Chapter 10. Mobile and Wireless

Mobile and wireless devices are fast becoming first class citizens of the Internet as well as of corporate enterprises. The device landscape, once dominated by personal computers (PCs), is becoming littered with a variety of different form factors, user interface (UI) paradigms, and vertical market use cases. This is not surprising as we have always shared our homes and offices with a multitude of "things" alarm clocks, boom boxes, stereo systems, telephones, printers, televisions, and many more.

What is changing, however, is that these "things" are becoming digital and digital platforms that are capable of receiving renewable software, content, and services, which can then be delivered to the user through the device's unique ergonomics and form factors. Not only is there emerging a large number and variety of these digital platforms, but device add-ons, such as bar code scanners and cameras, are further enhancing the capabilities of these digital platforms.

A personal digital assistant (PDA) that was once used for appointment and contact management can now be augmented with a bar code scanner add-on and be used to track and manage inventory. The same PDA can have its abilities further increased with a digital camera add-on to take, edit, and annotate pictures. Add-ons not only enhance the capabilities of each device, but also the number and type of software and services that the device can usefully run.

Many of these devices are being developed to support wireless connectivity because the lack of wires simplifies their configuration and use. With wireless capability, users do not have to worry about having the right connectors or the right cables. There is no need to purchase network hubs or routers as more devices are added. Within homes and offices, there is no need to figure out how to route cables from one machine to another machine, which may be in separate rooms.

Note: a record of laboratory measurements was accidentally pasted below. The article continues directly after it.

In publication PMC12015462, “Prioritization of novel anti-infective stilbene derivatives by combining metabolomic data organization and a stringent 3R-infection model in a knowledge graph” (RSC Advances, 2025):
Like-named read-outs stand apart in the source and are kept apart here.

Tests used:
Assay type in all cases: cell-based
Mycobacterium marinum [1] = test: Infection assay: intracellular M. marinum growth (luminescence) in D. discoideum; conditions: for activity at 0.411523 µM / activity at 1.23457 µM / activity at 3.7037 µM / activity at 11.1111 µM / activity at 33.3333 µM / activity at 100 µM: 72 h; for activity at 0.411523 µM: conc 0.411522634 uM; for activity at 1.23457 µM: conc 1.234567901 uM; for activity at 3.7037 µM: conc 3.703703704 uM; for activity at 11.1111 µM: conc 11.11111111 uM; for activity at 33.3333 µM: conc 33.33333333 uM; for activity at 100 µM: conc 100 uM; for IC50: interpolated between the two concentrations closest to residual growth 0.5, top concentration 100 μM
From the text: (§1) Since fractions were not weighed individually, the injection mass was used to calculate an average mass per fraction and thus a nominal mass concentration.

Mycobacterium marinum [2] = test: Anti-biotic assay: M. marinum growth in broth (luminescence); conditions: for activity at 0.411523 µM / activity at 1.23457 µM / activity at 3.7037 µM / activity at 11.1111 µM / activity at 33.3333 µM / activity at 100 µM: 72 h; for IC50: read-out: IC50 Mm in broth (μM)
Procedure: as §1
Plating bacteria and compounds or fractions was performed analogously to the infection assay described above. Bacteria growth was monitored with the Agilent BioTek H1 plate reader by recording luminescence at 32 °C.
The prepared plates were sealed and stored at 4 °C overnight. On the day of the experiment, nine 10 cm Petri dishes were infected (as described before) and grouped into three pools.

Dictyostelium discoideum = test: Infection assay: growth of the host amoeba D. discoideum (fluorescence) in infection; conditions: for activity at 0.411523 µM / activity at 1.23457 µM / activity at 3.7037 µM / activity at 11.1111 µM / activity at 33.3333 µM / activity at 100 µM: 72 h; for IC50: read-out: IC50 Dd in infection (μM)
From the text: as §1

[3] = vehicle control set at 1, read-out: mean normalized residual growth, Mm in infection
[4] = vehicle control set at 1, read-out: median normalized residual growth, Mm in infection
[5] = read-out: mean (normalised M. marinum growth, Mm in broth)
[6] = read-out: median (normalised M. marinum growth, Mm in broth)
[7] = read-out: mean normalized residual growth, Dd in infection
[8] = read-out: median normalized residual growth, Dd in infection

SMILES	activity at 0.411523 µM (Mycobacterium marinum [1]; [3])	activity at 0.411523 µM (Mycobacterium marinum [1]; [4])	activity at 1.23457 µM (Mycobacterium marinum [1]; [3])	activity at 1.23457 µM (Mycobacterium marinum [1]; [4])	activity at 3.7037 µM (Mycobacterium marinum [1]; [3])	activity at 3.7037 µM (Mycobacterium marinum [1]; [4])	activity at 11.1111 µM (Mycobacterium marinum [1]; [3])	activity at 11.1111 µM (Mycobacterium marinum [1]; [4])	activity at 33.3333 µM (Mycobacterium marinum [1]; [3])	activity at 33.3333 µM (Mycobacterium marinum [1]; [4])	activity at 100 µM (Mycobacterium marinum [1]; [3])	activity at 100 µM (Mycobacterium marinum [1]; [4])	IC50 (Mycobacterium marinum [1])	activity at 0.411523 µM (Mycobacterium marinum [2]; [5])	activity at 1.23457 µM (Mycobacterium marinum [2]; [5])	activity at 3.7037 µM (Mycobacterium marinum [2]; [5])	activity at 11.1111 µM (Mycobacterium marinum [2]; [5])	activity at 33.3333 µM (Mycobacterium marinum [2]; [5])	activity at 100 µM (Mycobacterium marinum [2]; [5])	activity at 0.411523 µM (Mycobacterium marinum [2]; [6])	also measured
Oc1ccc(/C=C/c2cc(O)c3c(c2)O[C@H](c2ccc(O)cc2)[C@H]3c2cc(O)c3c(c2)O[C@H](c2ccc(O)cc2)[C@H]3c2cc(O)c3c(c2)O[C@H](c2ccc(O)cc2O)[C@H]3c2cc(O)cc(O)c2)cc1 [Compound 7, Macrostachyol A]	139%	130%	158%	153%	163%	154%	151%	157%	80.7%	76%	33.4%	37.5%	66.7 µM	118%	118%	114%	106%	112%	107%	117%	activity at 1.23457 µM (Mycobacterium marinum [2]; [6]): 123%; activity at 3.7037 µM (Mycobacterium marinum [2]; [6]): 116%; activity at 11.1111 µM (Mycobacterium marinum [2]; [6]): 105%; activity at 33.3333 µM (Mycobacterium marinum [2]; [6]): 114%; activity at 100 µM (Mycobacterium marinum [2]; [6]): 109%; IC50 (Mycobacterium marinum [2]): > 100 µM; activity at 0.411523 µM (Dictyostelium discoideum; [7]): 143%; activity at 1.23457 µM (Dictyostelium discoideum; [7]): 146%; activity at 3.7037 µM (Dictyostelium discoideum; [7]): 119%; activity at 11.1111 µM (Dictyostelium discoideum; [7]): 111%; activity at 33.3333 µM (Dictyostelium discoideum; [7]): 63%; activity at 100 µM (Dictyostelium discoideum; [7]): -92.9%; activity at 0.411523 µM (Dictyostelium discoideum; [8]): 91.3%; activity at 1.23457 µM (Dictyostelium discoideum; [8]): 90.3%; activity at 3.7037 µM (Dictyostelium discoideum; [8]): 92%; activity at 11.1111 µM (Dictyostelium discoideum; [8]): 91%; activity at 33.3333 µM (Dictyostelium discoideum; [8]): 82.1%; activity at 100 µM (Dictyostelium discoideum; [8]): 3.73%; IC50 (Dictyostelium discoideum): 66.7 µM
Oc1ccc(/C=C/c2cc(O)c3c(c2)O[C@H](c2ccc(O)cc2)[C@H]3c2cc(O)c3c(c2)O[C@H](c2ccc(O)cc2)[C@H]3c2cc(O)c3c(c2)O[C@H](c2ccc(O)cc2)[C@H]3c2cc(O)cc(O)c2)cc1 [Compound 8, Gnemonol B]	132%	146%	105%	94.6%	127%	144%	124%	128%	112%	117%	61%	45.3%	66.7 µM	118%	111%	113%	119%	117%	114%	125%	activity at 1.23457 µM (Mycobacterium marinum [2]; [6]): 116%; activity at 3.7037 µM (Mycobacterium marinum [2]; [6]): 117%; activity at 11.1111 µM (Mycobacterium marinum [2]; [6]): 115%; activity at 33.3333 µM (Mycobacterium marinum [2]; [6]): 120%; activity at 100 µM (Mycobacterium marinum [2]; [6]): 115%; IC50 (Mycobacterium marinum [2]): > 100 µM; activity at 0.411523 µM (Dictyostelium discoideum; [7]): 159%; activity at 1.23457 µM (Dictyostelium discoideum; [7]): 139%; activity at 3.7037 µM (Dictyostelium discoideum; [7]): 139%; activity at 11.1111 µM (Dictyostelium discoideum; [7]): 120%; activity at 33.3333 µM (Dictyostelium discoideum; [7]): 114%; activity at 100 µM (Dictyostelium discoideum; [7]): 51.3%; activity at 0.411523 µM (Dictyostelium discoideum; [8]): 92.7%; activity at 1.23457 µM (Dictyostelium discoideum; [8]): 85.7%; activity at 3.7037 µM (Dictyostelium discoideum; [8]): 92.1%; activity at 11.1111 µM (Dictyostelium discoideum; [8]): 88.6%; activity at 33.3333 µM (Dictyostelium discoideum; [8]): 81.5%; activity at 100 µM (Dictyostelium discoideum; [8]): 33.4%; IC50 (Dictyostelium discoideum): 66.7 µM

It is important to note that wireless and mobile are not the same: wireless does not necessarily mean mobile. As shown in Figure 10-1, the classic example of this is a standard television set. Receiving television programming signals over the air certainly makes televisions wireless, but their one-hundred to two-hundred pound weight does not qualify them as being very mobile.

Figure 10-1. Wireless devices are not necessarily mobile.


Mobile devices are those devices that can be easily used anywhere in any situation. They do not require special configurations of their users. Instead, all of the devices' capabilities can be used while the user is "on the go."

In order for devices that support communications with other devices to be considered mobile, they have to use wireless connectivity. Clearly a physical cable cannot tie down a device that can be used while "on the go." Wireless connectivity also allows the user to access any information at any time, thus ensuring that all of the capabilities of the device are available no matter where the user is.

A cellular phone is mobile. A mobile phone can be used wherever there is cellular wireless network coverage. While within these coverage areas, mobile phones allow users to utilize their capabilities while sitting down, walking, or even while driving a car. Voice-based dialing features and hands-free headsets further cement cellular phones' position as mobile devices.

On the other hand, contrary to popular belief, laptop computers are not mobile. At the very least, laptops require their users' laps, thus necessitating that users be sitting or kneeling. Using the laptop's keyboard also requires at a minimum one hand, and ideally two to be more productive. Using a laptop anywhere in any situation, say, while walking, is not practical. Laptop computers, even those with wireless connections, do not fit within the definition and requirements of mobile devices.

Although many of the concepts and issues we discuss herein are relevant for both wireless as well as mobile devices, in this chapter we focus on mobile devices. Their small form factors and simplified usage paradigms allow mobile devices to be used seamlessly in all situations, while pervasive wireless networks enable these devices to access information and communicate from anywhere.

Developing Enterprise Web Services. An Architect's Guide
Developing Enterprise Web Services: An Architects Guide: An Architects Guide
ISBN: 0131401602
EAN: 2147483647
Year: 2003
Pages: 141

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